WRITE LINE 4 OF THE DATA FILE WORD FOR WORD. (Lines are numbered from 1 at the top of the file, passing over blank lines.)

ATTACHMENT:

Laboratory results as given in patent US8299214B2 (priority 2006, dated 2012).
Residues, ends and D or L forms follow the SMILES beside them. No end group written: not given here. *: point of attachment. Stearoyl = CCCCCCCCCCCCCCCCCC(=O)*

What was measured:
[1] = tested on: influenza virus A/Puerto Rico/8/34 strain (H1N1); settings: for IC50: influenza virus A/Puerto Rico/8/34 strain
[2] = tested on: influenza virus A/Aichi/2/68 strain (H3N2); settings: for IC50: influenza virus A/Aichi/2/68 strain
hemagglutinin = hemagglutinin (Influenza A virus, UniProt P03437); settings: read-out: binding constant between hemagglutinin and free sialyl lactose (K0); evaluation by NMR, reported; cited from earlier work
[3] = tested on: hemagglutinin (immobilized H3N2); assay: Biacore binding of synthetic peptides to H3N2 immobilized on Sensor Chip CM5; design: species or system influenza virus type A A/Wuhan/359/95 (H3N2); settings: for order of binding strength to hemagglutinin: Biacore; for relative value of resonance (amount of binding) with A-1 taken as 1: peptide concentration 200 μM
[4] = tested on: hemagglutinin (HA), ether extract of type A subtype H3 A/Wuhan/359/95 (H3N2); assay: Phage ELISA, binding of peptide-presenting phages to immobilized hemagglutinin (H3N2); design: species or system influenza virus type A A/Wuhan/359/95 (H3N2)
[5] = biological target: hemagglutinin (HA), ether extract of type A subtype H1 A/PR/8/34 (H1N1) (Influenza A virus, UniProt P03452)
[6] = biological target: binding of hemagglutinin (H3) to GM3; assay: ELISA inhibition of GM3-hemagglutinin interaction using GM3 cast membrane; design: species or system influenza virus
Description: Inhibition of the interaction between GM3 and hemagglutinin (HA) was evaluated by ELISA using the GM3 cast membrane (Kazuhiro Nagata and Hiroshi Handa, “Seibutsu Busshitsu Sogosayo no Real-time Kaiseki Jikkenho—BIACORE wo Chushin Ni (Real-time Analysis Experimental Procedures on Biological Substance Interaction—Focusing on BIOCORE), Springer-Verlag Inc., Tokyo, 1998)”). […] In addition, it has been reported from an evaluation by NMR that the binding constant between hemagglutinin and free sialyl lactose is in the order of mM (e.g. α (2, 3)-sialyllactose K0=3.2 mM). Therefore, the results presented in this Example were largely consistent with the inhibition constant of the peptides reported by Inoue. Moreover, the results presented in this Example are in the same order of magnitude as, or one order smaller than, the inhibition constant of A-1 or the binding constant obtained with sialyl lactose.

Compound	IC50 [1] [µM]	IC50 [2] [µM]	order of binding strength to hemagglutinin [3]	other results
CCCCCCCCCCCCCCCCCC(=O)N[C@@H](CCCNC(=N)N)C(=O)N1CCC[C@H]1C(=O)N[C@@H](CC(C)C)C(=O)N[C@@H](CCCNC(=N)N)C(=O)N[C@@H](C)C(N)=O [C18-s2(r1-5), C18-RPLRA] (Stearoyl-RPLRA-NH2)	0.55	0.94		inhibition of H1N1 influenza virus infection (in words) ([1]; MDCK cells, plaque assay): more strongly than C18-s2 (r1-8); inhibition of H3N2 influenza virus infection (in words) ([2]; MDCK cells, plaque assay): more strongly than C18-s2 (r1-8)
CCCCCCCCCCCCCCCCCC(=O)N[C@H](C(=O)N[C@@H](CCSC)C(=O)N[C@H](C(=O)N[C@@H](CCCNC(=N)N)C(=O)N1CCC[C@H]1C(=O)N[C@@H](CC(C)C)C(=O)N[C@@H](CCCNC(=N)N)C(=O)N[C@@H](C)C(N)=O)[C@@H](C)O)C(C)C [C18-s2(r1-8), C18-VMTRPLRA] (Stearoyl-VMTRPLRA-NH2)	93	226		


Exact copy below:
[1] = tested on: influenza virus A/Puerto Rico/8/34 strain (H1N1); settings: for IC50: influenza virus A/Puerto Rico/8/34 strain